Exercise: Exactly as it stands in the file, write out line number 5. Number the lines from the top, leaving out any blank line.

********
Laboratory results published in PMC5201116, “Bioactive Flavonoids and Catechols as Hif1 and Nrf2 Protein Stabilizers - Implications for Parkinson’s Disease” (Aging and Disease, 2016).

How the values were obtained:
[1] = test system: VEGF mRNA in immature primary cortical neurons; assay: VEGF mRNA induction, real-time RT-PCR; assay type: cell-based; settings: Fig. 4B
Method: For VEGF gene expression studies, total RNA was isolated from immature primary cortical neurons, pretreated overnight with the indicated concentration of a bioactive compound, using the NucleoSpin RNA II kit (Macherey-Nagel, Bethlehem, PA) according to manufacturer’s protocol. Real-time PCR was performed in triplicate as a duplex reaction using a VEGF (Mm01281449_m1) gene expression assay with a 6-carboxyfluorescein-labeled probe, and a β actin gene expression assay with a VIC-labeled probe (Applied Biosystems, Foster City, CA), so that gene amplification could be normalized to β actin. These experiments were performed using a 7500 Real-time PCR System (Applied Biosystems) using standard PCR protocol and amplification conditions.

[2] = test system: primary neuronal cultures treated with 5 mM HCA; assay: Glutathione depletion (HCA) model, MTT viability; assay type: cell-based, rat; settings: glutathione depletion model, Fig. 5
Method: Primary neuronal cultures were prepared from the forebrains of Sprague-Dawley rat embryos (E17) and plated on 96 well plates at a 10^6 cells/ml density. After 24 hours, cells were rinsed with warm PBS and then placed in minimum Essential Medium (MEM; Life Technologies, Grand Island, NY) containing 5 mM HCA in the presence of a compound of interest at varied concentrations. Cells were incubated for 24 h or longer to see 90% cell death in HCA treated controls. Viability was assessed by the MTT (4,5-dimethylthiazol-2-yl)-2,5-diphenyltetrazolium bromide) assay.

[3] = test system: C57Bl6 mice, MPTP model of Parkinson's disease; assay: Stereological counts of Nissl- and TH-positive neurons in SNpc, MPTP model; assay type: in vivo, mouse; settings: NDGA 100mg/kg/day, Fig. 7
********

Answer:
[2] = test system: primary neuronal cultures treated with 5 mM HCA; assay: Glutathione depletion (HCA) model, MTT viability; assay type: cell-based, rat; settings: glutathione depletion model, Fig. 5